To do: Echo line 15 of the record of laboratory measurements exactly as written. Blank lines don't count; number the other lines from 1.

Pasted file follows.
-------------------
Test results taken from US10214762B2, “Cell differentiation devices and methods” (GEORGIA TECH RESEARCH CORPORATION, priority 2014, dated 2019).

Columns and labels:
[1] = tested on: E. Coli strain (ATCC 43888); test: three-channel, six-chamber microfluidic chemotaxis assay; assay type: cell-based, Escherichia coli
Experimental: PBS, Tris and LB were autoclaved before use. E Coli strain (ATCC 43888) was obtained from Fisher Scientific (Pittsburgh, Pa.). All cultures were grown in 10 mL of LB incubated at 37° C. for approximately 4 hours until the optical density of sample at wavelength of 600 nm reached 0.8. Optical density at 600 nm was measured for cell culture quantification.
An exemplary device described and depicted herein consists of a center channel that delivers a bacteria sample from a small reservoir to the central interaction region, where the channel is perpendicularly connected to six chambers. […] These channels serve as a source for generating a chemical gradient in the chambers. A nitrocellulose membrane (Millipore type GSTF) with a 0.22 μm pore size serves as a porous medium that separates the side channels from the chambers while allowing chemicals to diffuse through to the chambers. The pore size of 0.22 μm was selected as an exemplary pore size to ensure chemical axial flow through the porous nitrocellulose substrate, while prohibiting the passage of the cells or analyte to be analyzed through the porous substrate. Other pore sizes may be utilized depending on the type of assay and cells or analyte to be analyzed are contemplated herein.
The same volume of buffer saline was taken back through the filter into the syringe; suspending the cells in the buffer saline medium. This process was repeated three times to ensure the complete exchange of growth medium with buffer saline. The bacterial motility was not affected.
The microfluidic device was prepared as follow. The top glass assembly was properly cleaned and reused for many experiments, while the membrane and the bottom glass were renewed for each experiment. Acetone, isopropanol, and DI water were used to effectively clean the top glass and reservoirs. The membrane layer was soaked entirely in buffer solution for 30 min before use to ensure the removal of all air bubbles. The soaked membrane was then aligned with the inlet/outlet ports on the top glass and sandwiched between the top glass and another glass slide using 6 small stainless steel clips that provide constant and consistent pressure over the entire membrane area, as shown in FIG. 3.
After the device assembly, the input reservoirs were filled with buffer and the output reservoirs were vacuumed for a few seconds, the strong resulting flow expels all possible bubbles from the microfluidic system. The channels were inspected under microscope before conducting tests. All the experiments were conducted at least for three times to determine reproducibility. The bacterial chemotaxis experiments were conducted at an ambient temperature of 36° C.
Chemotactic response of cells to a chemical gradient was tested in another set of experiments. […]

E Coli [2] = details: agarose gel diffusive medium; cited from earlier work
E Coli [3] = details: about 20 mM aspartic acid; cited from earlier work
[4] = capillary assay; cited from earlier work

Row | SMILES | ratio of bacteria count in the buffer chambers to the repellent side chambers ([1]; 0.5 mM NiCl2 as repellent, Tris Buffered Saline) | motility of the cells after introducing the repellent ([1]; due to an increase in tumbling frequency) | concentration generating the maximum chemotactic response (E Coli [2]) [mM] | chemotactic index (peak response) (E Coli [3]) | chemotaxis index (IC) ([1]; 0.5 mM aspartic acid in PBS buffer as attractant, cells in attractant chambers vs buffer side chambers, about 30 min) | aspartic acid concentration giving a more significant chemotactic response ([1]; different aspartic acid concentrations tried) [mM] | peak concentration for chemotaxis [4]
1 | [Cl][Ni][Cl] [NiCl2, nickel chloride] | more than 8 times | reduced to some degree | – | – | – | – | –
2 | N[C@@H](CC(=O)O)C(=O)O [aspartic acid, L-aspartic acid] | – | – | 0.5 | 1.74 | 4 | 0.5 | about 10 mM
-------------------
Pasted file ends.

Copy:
2 | N[C@@H](CC(=O)O)C(=O)O [aspartic acid, L-aspartic acid] | – | – | 0.5 | 1.74 | 4 | 0.5 | about 10 mM